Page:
Forgotten generation: Who comprises Generation X?
The “OK Boomer” phenomenon has taken the world, in reality and online, by storm. A joint effort of the millennials and Generation Z, this curt but powerful phrase has both offended and befuddled baby boomers. The kids of the ‘80s, ’90s and 2000s cannot help but feel like many baby boomers, especially those in power, do not truly understand the complexities of the world we are inheriting.
Many baby boomers, who are currently in the age range between 55 and 73 years old, have been generally criticized for being too patronizing and conservative-thinking for the world we live in today.
Much of the “anti-Boomer sentiment” stems from the post-World War II generation’s complacency toward and ignorance of issues that directly affect the future of today’s youth, such as rising financial inequality, political turmoil and climate change, said reporter Taylor Lorenz according to The New York Times.
Interestingly, among Generation Z, millennials and baby boomers comes another generational cohort that many people forget about or clump in with their predecessors or successors: Generation X. Many of our parents fall into the category of Generation X, yet their characteristics aren’t as heavily scrutinized as those of the baby boomers.
Different generations can be broadly categorized and defined by their birth periods, which span approximately 15 to 20 years, according to the American think tank, Pew Research Center. Baby boomers were born from the years 1946 to 1964, Generation Xers from 1965 to 1980, millennials from 1981 to 1996 and Generation Zers from 1997 to 2012.
The Pew Research Center also explored the social dynamics of the relatively small-in-numbers generation wedged between the populous baby boomers and millennials, according to an article titled “Generation X: America’s neglected ‘middle child’.” It found that the people of the “baby bust” generation, who are called for their low birth rates, don’t identify with their distinctive generational label the way baby boomers and millennials do.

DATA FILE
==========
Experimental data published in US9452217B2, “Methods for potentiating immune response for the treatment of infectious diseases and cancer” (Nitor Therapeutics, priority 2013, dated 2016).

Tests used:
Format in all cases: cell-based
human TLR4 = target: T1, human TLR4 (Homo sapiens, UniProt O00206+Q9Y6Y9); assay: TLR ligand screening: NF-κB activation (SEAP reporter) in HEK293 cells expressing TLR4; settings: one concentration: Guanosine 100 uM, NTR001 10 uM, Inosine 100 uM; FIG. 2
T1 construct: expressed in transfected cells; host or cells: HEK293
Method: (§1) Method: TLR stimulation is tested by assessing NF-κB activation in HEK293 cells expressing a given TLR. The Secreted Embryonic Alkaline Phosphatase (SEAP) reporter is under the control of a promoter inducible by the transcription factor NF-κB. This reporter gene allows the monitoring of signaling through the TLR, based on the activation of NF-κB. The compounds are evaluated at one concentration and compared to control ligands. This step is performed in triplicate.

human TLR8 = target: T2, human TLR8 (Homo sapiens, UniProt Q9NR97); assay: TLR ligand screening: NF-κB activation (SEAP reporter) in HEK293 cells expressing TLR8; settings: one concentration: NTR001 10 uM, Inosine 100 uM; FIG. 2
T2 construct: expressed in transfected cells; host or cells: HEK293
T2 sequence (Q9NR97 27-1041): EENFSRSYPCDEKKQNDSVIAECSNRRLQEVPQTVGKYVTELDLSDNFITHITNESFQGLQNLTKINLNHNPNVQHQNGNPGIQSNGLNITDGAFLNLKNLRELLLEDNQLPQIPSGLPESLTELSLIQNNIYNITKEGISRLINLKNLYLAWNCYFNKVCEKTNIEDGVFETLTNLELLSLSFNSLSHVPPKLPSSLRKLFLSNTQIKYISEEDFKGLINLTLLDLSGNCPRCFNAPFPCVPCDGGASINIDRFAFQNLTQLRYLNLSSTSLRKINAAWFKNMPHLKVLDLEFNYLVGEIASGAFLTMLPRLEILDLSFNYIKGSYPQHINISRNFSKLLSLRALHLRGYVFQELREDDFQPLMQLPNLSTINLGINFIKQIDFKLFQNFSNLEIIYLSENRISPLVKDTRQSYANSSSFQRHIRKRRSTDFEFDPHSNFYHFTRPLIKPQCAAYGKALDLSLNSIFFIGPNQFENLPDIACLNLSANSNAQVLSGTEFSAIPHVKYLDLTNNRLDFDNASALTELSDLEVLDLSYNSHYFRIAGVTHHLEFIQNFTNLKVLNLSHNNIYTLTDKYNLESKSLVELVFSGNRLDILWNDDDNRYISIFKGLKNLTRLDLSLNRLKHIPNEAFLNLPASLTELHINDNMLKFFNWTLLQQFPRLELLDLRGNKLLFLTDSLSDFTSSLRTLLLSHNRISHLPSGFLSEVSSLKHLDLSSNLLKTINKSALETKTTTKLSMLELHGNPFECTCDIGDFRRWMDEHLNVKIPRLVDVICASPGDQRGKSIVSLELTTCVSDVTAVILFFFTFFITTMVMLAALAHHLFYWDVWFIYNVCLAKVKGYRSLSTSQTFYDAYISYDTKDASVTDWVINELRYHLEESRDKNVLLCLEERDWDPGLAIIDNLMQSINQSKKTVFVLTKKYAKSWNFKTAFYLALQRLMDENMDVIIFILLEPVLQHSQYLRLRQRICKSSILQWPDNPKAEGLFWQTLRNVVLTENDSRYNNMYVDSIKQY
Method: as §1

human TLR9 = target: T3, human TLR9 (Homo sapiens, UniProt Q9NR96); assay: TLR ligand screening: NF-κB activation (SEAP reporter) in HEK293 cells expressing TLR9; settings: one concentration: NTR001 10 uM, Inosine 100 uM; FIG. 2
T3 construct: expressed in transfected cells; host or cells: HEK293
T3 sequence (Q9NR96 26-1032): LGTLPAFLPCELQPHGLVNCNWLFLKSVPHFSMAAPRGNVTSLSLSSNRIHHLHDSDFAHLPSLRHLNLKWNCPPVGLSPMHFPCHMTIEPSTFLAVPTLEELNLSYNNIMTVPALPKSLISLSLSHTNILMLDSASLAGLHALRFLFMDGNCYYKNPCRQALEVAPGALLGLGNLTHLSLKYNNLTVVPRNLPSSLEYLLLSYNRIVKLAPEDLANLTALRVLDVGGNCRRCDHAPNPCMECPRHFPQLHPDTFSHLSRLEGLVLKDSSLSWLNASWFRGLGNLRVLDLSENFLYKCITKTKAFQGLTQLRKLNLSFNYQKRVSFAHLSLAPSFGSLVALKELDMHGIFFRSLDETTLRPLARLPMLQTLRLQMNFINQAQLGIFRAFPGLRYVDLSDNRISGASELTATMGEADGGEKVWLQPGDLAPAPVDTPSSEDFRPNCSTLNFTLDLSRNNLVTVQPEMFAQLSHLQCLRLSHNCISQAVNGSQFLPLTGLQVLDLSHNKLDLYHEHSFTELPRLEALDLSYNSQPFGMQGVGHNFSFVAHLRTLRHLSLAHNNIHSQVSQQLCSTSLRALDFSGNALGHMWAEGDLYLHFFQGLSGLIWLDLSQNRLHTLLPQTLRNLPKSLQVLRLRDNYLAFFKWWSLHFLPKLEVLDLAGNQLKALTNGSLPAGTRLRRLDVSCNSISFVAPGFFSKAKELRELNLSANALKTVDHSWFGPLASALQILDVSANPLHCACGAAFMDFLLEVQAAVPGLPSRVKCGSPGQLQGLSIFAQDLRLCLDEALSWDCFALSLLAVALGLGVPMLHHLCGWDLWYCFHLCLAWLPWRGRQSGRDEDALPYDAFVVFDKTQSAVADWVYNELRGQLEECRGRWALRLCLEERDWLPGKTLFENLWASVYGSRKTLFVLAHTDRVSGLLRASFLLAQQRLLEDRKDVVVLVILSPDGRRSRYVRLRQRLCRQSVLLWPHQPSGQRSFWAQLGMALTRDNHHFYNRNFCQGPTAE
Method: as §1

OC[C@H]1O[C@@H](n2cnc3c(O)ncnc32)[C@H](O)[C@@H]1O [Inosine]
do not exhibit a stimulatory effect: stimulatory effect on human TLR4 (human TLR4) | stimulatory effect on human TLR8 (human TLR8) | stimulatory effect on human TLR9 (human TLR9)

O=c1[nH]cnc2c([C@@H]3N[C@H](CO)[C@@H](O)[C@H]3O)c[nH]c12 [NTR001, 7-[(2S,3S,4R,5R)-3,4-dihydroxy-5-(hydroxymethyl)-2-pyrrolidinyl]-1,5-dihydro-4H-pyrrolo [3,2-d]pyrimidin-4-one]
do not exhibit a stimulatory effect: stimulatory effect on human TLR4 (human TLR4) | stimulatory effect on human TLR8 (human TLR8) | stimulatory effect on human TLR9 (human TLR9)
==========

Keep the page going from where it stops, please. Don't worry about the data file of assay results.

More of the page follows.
To understand Generation X, we need to step into the shoes of today’s 39 to 54 year olds. Growing up, they were called the “latchkey generation” as they were often left unsupervised after school and thus given greater independence by being home alone. Their domestic lives were characterized by dual-income, nuclear families with divorce rates on the rise among the baby boomers.
Some defining cultural moments in Generation X’s upbringing included the end of the Cold War and the fall of the Berlin Wall in 1991. Generation Xers, at midlife and in the workforce, had to bear the full brunt of the economic crisis in 2008. They are often pessimistic about their financial security and future, due to the experiences they had to endure during the recession that shook the world more than a decade ago.
In the context of American pop culture, Generation X became known as the “MTV Generation,” as MTV was first launched as Generation Xers approached adulthood in 1981. They were the kind of aspiring young adults portrayed in the iconic teen films of American director John Hughes, such as “Ferris Bueller’s Day Off” (1986).
In terms of technological advancement, Generation X isn’t as invested in the digital world as millennials or Generation Z, but their lives are still greatly informed by and dependent on technology. In fact, the first Apple Macintosh computer was first sold in 1984 and marked a new era of rapid progress in the development of personal computers.
While the young adults of Generation X were considered as a group of slackers after the 1987 stock market crash, many of the most celebrated names in the arts, politics, business, science and sports today are among Generation X. Famous Generation Xers include CEOs like Jeff Bezos of Amazon and Satya Nadella of Microsoft, actors like Leonardo DiCaprio and Julia Roberts, singers like Beyoncé and Britney Spears and star athletes like tennis players Venus Williams and Serena Williams.
While Generation Xers tend to either lean toward the largely progressive beliefs of some millennials or the largely conservative beliefs of some baby boomers, their collective identity is completely independent of those of their “before” and “after.”
Generation X is a silently significant presence that is just as important as today’s youth when it comes to being responsible for catalyzing positive social change and making the world a better place.
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